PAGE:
"Criticism, meet Decision"; "Decision, meet Criticism"

by Rick Baker
On Apr 16, 2014

"Criticism, meet Decision"; "Decision, meet Criticism"

Yes, I know you have met many times before and spent much time walking hand in hand. And while your hands have clasped together in confused alliance the meeting of your minds has created little of value.

I'm not blaming you...just pointing out a facet of the human condition.

As I observe you, it seems to me the two of you are self-blinded by biases. Each of you is laced up with the self-tied thoughts of the other. Each struggling to communicate unless speaking the assaulting language of the other.

You share a primary goal - 'Protect Self From Others'.

As a result, regardless of the motives you perceive, you provide little of value to others.

It seems you are destined to compete with everyone you touch.



Criticism: Constructive Criticism is an Oxymoron | Delegation & Decisions

Thought Tweet #966

by Rick Baker
On Mar 31, 2014

Thought Tweet #966 'To Do' lists often fail. Whereas 'To Do' + 'Why Do' = Success.


The Thinking Behind The Tweet

Thinking about interests, purpose, definite chief aim, definite purpose, and Simon Sinek's' 'Start With Why'...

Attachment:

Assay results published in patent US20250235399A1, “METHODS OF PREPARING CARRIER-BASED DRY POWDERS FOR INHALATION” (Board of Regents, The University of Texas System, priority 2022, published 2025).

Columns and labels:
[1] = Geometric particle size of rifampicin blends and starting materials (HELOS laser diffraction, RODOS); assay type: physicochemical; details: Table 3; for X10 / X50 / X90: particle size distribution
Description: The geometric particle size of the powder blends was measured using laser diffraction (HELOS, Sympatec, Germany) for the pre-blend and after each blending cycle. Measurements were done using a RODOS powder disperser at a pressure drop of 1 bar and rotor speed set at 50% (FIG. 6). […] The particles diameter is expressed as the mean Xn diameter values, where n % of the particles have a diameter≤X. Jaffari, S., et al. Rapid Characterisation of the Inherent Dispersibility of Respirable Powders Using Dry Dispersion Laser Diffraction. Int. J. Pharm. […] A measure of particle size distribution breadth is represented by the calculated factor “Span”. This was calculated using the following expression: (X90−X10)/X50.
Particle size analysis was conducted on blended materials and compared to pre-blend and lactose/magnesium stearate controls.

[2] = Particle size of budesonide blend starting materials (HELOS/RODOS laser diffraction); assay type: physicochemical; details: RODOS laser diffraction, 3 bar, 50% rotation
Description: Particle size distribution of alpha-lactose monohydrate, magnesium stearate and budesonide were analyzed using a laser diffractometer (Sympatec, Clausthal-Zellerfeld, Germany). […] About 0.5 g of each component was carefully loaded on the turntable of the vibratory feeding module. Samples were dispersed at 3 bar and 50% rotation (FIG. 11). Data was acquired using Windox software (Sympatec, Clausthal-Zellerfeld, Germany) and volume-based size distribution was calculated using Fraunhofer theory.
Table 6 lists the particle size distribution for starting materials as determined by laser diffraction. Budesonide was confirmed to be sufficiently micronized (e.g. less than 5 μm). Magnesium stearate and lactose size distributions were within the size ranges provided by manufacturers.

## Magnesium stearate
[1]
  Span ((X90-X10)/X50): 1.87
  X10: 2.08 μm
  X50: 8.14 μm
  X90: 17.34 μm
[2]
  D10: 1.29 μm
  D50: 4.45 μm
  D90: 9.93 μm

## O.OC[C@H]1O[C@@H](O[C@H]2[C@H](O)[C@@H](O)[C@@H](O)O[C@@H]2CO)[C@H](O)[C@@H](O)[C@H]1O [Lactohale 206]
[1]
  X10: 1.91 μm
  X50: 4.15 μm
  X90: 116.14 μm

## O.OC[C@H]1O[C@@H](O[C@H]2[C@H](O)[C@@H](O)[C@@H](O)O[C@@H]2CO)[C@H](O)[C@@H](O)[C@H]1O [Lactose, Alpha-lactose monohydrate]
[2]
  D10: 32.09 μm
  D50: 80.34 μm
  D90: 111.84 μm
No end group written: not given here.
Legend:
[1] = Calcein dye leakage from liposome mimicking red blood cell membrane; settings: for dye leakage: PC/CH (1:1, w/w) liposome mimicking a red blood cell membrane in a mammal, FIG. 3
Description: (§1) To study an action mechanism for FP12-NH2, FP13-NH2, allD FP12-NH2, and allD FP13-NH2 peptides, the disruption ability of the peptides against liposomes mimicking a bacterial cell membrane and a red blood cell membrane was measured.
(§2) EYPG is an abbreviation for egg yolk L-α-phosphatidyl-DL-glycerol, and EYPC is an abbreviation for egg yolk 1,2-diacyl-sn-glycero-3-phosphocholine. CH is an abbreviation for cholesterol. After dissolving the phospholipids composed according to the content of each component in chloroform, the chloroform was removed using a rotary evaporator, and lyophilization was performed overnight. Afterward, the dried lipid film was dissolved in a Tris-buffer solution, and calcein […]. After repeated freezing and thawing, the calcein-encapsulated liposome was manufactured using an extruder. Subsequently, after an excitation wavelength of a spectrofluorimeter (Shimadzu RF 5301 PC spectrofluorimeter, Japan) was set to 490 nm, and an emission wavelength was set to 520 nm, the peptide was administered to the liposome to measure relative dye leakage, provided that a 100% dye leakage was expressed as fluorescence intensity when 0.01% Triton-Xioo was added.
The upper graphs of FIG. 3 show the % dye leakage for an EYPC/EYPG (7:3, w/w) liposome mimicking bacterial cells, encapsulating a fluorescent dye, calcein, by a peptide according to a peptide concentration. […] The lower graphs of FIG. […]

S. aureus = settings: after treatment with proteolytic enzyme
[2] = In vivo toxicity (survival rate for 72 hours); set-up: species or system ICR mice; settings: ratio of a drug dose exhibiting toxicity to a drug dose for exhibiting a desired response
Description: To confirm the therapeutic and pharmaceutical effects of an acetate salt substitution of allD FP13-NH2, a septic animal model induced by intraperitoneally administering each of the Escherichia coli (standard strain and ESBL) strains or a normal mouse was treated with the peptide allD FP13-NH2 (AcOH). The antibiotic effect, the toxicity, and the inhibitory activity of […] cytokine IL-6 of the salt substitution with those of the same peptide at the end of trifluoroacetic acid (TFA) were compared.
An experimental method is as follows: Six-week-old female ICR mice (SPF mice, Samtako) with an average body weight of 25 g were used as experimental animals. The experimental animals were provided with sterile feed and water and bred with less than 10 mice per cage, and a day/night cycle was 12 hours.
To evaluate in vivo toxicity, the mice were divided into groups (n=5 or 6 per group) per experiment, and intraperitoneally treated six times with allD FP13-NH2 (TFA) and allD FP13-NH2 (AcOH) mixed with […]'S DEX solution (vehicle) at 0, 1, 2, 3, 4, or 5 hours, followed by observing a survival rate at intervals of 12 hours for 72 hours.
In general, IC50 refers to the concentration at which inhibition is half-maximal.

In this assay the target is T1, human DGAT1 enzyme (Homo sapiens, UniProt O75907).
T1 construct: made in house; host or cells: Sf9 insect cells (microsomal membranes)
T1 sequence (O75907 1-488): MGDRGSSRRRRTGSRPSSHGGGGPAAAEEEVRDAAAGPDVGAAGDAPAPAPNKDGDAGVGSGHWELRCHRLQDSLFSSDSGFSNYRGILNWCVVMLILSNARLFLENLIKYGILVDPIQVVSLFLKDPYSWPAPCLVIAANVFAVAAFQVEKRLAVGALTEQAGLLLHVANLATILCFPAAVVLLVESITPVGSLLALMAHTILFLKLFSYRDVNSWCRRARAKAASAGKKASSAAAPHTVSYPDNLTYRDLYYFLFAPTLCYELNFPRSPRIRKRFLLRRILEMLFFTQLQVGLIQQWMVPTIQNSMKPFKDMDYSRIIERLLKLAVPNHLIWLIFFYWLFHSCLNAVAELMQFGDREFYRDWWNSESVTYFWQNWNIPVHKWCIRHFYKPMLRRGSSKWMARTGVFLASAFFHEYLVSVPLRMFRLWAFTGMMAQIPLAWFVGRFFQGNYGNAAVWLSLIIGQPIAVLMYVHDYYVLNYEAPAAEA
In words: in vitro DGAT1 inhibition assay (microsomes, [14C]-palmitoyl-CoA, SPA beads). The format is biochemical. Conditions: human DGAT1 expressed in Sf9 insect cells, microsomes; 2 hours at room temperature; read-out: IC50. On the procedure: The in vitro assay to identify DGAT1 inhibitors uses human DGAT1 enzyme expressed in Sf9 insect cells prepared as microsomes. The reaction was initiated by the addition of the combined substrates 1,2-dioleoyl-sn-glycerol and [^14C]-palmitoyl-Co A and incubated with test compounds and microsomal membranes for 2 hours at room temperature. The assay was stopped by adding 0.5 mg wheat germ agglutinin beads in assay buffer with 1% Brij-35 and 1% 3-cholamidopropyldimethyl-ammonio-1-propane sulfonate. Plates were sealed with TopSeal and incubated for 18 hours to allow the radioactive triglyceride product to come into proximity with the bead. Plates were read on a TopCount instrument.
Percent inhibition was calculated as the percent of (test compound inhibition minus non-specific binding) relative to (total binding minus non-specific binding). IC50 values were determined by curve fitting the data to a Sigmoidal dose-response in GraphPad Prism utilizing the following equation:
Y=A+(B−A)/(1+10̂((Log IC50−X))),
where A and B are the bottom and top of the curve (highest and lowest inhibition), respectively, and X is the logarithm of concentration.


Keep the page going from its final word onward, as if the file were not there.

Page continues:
If nothing else 'Why Do' provides context. That's the worst-case scenario. The best-case scenario is a buy-in on Values and Vision and Purpose.

Adding 'Why Do' to 'To Do'...well there's no downside...and much upside.


Thought Tweet #953

by Rick Baker
On Mar 12, 2014

Thought Tweet #953 If you can convince yourself you are too busy then you too can make worse decisions.


The Thinking Behind The Tweet

  1. It's all in the way you hold your mind.
  2. You do not have to take the time required to make good decisions. It is your prerogative to make lousy decisions and nobody can take that right away from you.
  3. There's probably no better way to make lousy decisions than holding in your mind the thoughts, "I am too busy" and "I don't have time".
  4. If you put your mind to it you will find your mind will warm to the habit of "I am too busy" and "I don't have time". And soon, very soon, you will be able to make really lousy decisions.


Delegation & Decisions | I'm too busy! - I don't have time! | Thought Tweets

Thought Tweet #952

by Rick Baker
On Mar 11, 2014

Thought Tweet #952 Wow! Emotions sure make some quick, wild, & crazy decisions.


The Thinking Behind The Tweet

And - Emotions delegate erratically & poorly.

Emotions: astonishing, provocative, & ubiquitous ways of going about business.


Delegation & Decisions | Emotions & Feelings @ Work | Thought Tweets

Thought Tweet #951

by Rick Baker
On Mar 10, 2014

Thought Tweet #951 The processes you use when you communicate influence people more than the logic you express.


The Thinking Behind The Tweet

According to Chip Heath and Dan Heath ['Decisive', 2013] "When the researchers compared whether process or analysis was more important in producing good decisions - those that increased revenues, profits, and market share - they found that "process mattered more than analysis - by a factor of six.""

Good Decision Making relies on good decision-making processes.

Good Influencing relies on good influence-making processes.

And Business Contains Only 3 Things: People, Processes, & Situations

Copyright © 2012. W.F.C (Rick) Baker. All Rights Reserved.